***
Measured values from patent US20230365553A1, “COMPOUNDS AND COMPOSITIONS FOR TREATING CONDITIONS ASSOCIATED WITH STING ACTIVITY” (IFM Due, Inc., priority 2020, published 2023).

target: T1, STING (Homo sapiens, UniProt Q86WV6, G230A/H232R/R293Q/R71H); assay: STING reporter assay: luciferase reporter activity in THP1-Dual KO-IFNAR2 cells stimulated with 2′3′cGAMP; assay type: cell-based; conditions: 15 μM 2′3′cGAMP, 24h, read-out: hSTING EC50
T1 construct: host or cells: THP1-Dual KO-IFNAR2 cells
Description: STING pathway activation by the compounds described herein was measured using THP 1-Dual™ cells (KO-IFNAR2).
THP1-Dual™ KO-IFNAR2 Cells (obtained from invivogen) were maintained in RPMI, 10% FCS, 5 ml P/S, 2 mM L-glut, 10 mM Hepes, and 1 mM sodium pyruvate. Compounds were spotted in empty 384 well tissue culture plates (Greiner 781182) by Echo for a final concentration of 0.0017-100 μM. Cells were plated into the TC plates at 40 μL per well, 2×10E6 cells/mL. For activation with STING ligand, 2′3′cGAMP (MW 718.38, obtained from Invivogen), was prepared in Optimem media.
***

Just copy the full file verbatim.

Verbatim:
Measured values from patent US20230365553A1, “COMPOUNDS AND COMPOSITIONS FOR TREATING CONDITIONS ASSOCIATED WITH STING ACTIVITY” (IFM Due, Inc., priority 2020, published 2023).

target: T1, STING (Homo sapiens, UniProt Q86WV6, G230A/H232R/R293Q/R71H); assay: STING reporter assay: luciferase reporter activity in THP1-Dual KO-IFNAR2 cells stimulated with 2′3′cGAMP; assay type: cell-based; conditions: 15 μM 2′3′cGAMP, 24h, read-out: hSTING EC50
T1 construct: host or cells: THP1-Dual KO-IFNAR2 cells
Description: STING pathway activation by the compounds described herein was measured using THP 1-Dual™ cells (KO-IFNAR2).
THP1-Dual™ KO-IFNAR2 Cells (obtained from invivogen) were maintained in RPMI, 10% FCS, 5 ml P/S, 2 mM L-glut, 10 mM Hepes, and 1 mM sodium pyruvate. Compounds were spotted in empty 384 well tissue culture plates (Greiner 781182) by Echo for a final concentration of 0.0017-100 μM. Cells were plated into the TC plates at 40 μL per well, 2×10E6 cells/mL. For activation with STING ligand, 2′3′cGAMP (MW 718.38, obtained from Invivogen), was prepared in Optimem media.